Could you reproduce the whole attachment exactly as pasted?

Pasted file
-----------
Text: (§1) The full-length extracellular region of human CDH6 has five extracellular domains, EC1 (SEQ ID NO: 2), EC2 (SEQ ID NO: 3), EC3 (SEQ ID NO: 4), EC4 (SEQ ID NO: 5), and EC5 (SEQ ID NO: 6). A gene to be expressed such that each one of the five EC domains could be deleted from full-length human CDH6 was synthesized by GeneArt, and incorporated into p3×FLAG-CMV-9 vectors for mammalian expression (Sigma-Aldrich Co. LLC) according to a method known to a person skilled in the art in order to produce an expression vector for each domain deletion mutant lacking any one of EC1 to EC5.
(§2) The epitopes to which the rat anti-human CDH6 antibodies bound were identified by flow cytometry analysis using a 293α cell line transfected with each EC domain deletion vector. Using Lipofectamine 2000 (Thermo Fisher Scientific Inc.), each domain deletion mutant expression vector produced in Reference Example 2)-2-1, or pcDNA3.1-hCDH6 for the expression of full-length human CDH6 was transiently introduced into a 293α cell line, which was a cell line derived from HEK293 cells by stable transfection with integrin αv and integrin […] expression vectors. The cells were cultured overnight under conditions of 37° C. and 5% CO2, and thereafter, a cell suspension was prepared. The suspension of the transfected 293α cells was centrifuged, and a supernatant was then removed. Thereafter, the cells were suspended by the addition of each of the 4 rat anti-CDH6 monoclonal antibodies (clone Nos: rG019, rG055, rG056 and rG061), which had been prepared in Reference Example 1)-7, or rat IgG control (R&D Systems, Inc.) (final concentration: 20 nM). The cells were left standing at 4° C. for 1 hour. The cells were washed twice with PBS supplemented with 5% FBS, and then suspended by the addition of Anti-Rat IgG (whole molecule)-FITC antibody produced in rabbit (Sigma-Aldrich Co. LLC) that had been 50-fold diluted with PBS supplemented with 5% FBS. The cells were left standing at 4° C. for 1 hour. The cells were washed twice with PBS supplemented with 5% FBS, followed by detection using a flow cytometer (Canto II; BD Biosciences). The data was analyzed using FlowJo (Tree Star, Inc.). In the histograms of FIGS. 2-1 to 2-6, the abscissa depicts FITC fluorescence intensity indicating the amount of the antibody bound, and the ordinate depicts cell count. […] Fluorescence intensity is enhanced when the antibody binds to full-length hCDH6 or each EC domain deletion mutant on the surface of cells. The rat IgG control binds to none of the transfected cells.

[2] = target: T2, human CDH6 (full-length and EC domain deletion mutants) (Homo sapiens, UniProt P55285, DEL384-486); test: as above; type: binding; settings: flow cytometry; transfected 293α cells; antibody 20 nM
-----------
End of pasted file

Text: (§1) The full-length extracellular region of human CDH6 has five extracellular domains, EC1 (SEQ ID NO: 2), EC2 (SEQ ID NO: 3), EC3 (SEQ ID NO: 4), EC4 (SEQ ID NO: 5), and EC5 (SEQ ID NO: 6). A gene to be expressed such that each one of the five EC domains could be deleted from full-length human CDH6 was synthesized by GeneArt, and incorporated into p3×FLAG-CMV-9 vectors for mammalian expression (Sigma-Aldrich Co. LLC) according to a method known to a person skilled in the art in order to produce an expression vector for each domain deletion mutant lacking any one of EC1 to EC5.
(§2) The epitopes to which the rat anti-human CDH6 antibodies bound were identified by flow cytometry analysis using a 293α cell line transfected with each EC domain deletion vector. Using Lipofectamine 2000 (Thermo Fisher Scientific Inc.), each domain deletion mutant expression vector produced in Reference Example 2)-2-1, or pcDNA3.1-hCDH6 for the expression of full-length human CDH6 was transiently introduced into a 293α cell line, which was a cell line derived from HEK293 cells by stable transfection with integrin αv and integrin […] expression vectors. The cells were cultured overnight under conditions of 37° C. and 5% CO2, and thereafter, a cell suspension was prepared. The suspension of the transfected 293α cells was centrifuged, and a supernatant was then removed. Thereafter, the cells were suspended by the addition of each of the 4 rat anti-CDH6 monoclonal antibodies (clone Nos: rG019, rG055, rG056 and rG061), which had been prepared in Reference Example 1)-7, or rat IgG control (R&D Systems, Inc.) (final concentration: 20 nM). The cells were left standing at 4° C. for 1 hour. The cells were washed twice with PBS supplemented with 5% FBS, and then suspended by the addition of Anti-Rat IgG (whole molecule)-FITC antibody produced in rabbit (Sigma-Aldrich Co. LLC) that had been 50-fold diluted with PBS supplemented with 5% FBS. The cells were left standing at 4° C. for 1 hour. The cells were washed twice with PBS supplemented with 5% FBS, followed by detection using a flow cytometer (Canto II; BD Biosciences). The data was analyzed using FlowJo (Tree Star, Inc.). In the histograms of FIGS. 2-1 to 2-6, the abscissa depicts FITC fluorescence intensity indicating the amount of the antibody bound, and the ordinate depicts cell count. […] Fluorescence intensity is enhanced when the antibody binds to full-length hCDH6 or each EC domain deletion mutant on the surface of cells. The rat IgG control binds to none of the transfected cells.

[2] = target: T2, human CDH6 (full-length and EC domain deletion mutants) (Homo sapiens, UniProt P55285, DEL384-486); test: as above; type: binding; settings: flow cytometry; transfected 293α cells; antibody 20 nM